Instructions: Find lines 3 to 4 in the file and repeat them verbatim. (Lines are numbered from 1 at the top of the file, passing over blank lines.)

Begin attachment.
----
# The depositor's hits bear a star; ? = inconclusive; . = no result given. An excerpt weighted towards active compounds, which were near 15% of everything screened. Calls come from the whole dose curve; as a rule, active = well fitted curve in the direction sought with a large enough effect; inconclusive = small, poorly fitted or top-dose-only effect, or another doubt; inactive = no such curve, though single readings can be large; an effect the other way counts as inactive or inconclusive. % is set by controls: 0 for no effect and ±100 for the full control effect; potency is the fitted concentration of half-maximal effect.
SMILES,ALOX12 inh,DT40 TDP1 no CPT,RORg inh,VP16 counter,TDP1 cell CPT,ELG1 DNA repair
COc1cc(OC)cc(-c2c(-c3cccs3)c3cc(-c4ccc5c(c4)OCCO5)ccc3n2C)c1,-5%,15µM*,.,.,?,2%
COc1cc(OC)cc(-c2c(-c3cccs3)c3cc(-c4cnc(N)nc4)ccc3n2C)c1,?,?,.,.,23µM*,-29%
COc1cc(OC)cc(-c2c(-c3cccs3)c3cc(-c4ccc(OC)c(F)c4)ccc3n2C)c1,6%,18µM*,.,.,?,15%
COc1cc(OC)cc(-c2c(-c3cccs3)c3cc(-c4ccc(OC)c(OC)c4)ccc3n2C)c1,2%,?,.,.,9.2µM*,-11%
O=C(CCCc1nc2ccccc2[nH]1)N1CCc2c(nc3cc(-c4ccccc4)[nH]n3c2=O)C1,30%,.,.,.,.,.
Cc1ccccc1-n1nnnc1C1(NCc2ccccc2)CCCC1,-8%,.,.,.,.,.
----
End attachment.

COc1cc(OC)cc(-c2c(-c3cccs3)c3cc(-c4ccc5c(c4)OCCO5)ccc3n2C)c1,-5%,15µM*,.,.,?,2%
COc1cc(OC)cc(-c2c(-c3cccs3)c3cc(-c4cnc(N)nc4)ccc3n2C)c1,?,?,.,.,23µM*,-29%